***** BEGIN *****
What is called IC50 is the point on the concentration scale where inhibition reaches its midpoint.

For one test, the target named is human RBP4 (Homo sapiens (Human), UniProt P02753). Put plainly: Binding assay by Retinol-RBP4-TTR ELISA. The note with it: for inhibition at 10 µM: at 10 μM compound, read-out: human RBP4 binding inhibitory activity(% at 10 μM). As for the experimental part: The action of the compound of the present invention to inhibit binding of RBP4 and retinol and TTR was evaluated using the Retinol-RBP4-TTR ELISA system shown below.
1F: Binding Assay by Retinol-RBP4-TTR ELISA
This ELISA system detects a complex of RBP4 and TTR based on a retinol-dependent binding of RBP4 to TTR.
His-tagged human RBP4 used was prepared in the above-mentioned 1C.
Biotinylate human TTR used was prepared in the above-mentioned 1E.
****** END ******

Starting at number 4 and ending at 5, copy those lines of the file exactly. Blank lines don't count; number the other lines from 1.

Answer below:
This ELISA system detects a complex of RBP4 and TTR based on a retinol-dependent binding of RBP4 to TTR.
His-tagged human RBP4 used was prepared in the above-mentioned 1C.